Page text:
Culturally, we tend to give the fool – the trickster – his due by way of celebrations such as carnivals, Mardi Gras, Halloween, and April Fool’s day. We give him time throughout the year to run amok, to be celebrated rather than reviled, in hopes that it will appease him to keep his chaos at a respectful distance the rest of the time.
Because it truly is better the devil you know, after all.
Just as we all have a personal filth river running through us that we must consciously sublimate into acceptable pursuits, we all have a foolish streak, and we would do well to be open and honest, and to trot him out ahead of us. If we make fun of ourselves first, or allow others to openly give us comic feedback on ourselves, then we remove the sting of the experience. That’s one reason. But also, it’s important to remember that the fool’s entirely capricious approach to life necessarily frees him from the encumberance of logic. The fool is a reminder that we need to just say “fuck it” every now and again, let go of the constraints of “courtly” behavior, and allow free reign to the raw creativity that unleashes itself in the Fool’s presence.
Which is kind of the entire point of this whole tarot endeavor for me.
Originally, this entire feature was devised as a way to distract myself from trying to do what I’ve been trained to do and write about my marriage, in the hopes that it would free my mind to more naturally, organically, write about my marriage.
As an allegory to writing, the Fool represents the ability to walk between the personal and the universal. Which is the point of writing narrative nonfiction in the first place. Transformation of personal experience to universal insight is the end game in memoir and personal essay – at least, in those done well and properly – 100 percent of the time. We who write in this genre do need to be as sure-footed as the Fool, able to switch between those two worlds with the ease and dexterity – and perhaps even more importantly, with the fearlesness – with which he travels his anti-path.
As narrative nonfiction writers, one of the swiftest paths to helping a reader identify with us as narrators (and thereby to getting our thesis to catch) is to lead with our own foolishness. No one can empathize with a know-it-all or a blowhard. Our ability to be opinionated and strong-willed in commentary, however, is directly and strongly positively correlated with our wilingness to be self-deprecating. Not only does a willingness to speak candidly about our own flaws give us the upper hand when it comes to reader empathy, but it does so by indicating wisdom, insight, and honesty. We can trust a person who’s willing to show us her less flattering aspects.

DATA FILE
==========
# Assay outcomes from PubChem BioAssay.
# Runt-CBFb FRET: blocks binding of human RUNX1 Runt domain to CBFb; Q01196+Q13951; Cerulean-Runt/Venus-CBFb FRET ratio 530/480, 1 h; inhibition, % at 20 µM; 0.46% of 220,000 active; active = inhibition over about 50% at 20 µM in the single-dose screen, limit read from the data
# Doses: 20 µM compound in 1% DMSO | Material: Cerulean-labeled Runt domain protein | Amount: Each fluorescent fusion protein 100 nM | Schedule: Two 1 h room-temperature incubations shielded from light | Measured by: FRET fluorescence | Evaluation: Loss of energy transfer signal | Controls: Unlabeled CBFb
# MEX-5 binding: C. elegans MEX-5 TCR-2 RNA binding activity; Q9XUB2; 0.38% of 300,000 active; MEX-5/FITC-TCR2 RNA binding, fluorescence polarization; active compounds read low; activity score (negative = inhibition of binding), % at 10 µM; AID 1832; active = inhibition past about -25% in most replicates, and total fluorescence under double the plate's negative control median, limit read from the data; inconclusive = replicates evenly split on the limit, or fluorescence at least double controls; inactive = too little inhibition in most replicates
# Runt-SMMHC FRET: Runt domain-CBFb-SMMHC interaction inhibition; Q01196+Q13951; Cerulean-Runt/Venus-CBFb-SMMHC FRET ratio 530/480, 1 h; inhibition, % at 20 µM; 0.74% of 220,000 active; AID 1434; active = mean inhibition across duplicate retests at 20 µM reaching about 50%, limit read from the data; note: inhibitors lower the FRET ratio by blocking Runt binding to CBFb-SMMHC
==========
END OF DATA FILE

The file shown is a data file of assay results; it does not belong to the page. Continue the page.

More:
Transparency is magic.
The dog, I think, is representative of the writer’s intuition. Although we’re not always quite paying enough attention to heed the little bastard’s warning, he knows when we’re off track, and tries his best to warn us.
I think I hate the Fool so damn much because, for so long, I dug my own grave time after time by going full Fool but not listening for the yipping of the dog beside me. Substances, bad relationships, and bad choices all are a part of my life’s legacy because for a long, long time I embraced the capriciousness of the Fool without gaining any wisdom from the experiences it brought me.
And, unfortunately, one of the biggest examples is my capricous denial, from in the thick of it, that my marriage was anything more than typically troublesome. Or troubled.
I have shied so far away from the pure intuition represented by the tarot’s Fool that I fear I may have overcorrected to the opposite extreme, which is what prevents me now from being able to write anything of any value about the experience itself.
I’m working on it. And, for this week, the Fool will be staring me down from beneath my monitor, confronting me with both my dislike and my need for this rat bastard of a toolbag, whom I need to learn to love at least a little again. Because shutting him out certainly isn’t working.